Emerson Electric: Request for Report on GHG Targets
RESOLVED: Shareholders request Emerson Electric adopt time-bound, quantitative, company-wide goals for reducing total greenhouse gas (GHG) emissions, taking into account the goals of the Paris Climate Agreement, and issue a report at reasonable cost and omitting proprietary information on its plans to achieve these goals.
In December 2015, representatives from 195 countries adopted the Paris Climate Agreement, which specifies a goal to limit the increase in global average temperature to well below 2°C above pre-industrial levels and pursue efforts to limit temperature increases to 1.5°C. In order to meet the 2-degree goal, climate scientists estimate it is necessary to reduce global emissions by 55 percent by 2050 (relative to 2010 levels), entailing a US reduction target of 80 percent.
Noting government action and policy shifts ensuing from these commitments, BlackRock, the world’s largest asset manager, has stated that “climate change risk has arrived as an investment issue” and that “regulatory risks are becoming key drivers of investment returns.”
Over half of S&P 500 companies have set GHG emissions reduction targets, including several of Emerson Electric’s peers:
Rockwell Collins: reduce greenhouse gas emissions intensity by 30 percent by 2022 compared to a 2008 baseline.
Honeywell: reduce greenhouse gas emissions intensity by 10 percent from 2013 levels. This is Honeywell’s third goal, having already met previous goals to reduce GHG emissions intensity by 15 percent from 2011 levels. Furthermore, the company reduced total GHG emissions by 30 percent and improved energy efficiency by 20 percent between 2004 and 2011.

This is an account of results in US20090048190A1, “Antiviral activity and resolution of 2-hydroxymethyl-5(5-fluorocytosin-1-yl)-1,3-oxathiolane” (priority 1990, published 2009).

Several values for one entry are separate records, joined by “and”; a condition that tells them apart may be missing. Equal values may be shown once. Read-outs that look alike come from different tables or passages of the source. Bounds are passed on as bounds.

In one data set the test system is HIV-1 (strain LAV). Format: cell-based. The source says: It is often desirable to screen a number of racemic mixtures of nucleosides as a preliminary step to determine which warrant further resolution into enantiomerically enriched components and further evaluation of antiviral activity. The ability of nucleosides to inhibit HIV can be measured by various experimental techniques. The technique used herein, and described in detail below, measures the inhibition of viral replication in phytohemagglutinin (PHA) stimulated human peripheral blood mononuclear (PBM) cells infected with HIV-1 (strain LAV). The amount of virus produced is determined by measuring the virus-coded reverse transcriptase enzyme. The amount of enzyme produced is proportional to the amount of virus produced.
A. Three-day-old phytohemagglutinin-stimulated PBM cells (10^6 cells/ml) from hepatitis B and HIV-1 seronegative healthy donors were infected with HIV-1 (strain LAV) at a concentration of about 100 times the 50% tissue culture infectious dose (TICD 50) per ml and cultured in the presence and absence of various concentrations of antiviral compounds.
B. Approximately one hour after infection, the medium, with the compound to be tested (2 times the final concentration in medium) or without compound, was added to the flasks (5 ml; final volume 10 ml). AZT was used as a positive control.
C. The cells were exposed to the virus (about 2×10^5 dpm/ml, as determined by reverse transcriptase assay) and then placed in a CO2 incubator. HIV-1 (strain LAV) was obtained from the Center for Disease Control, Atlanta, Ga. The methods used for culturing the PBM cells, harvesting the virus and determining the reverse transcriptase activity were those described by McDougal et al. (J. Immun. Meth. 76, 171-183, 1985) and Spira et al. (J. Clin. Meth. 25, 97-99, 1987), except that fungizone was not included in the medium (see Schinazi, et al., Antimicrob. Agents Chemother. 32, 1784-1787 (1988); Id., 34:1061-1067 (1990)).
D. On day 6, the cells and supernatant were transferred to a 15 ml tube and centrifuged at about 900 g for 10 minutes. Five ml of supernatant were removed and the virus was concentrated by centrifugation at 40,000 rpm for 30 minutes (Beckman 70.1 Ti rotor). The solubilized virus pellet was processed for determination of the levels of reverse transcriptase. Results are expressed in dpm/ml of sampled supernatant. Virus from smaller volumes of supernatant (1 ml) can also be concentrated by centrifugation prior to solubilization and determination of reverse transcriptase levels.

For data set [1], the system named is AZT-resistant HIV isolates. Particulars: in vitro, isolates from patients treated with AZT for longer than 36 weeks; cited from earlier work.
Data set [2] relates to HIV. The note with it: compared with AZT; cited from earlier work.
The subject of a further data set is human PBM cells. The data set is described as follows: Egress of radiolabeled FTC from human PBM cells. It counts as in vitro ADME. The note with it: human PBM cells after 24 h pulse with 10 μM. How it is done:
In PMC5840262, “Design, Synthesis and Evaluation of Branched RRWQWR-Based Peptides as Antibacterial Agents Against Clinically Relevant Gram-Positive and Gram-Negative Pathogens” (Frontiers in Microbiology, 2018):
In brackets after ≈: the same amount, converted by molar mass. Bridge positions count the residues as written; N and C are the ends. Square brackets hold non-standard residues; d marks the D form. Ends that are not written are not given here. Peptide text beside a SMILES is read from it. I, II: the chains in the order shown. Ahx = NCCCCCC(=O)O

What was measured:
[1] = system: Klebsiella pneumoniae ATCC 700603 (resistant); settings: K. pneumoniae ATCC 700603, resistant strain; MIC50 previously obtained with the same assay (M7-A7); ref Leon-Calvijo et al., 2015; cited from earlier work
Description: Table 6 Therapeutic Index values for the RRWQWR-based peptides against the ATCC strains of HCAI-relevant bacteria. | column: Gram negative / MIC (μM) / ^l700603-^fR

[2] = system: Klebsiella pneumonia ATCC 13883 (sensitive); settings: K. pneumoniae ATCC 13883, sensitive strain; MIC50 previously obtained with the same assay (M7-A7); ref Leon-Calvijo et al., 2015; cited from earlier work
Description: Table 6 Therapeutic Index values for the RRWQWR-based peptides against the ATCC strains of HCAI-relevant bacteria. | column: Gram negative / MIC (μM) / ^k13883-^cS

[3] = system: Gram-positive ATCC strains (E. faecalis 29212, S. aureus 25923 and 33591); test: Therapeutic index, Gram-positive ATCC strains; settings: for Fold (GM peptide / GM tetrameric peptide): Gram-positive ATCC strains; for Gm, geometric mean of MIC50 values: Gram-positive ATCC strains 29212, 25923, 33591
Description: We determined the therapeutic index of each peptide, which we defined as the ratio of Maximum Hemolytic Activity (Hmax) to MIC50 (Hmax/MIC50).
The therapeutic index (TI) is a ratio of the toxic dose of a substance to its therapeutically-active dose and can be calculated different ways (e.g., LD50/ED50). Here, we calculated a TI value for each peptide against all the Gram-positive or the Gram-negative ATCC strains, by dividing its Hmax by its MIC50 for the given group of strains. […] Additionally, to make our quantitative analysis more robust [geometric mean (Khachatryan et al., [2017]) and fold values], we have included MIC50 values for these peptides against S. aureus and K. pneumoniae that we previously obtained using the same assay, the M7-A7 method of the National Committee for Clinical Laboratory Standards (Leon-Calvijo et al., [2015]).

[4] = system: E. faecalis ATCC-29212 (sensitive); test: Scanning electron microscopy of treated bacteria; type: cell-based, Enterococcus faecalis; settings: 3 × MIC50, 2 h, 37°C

ABB: reduce energy intensity by 20 percent by 2020 from a 2013 baseline.
As a critical element of their GHG reduction goals, several peers also seek to improve energy efficiency For example, Honeywell reports in its 2015 CDP response that it has projects related to energy efficiency underway that will result in annual savings exceeding $8 million, all with payback periods of 3 years or less.
Research affirms that investments in energy efficiency are usually profitable and low-risk while offering an effective way to reduce GHG emissions and manage volatile energy costs.
In 2013, CDP found that four out of five companies earn a higher return on carbon reduction investments than on their overall corporate capital investments, and that energy efficiency improvements earned an average return on investment of 196%, with an average payback period between two and three years. Money saved from energy efficiency can be reinvested into the business, benefiting shareholders.
While Emerson Electric’s products help its clients reduce energy usage and climate impacts, our company has not publicly set GHG emissions reductions targets for its own operations. By not setting and pursuing GHG reduction goals, Emerson may not achieve the benefits realized by its peers—a competitive disadvantage for the company and shareholders alike.
Last year, 37% of shares (excluding abstentions) voted in favor of this resolution, a substantial level of support that management should not ignore.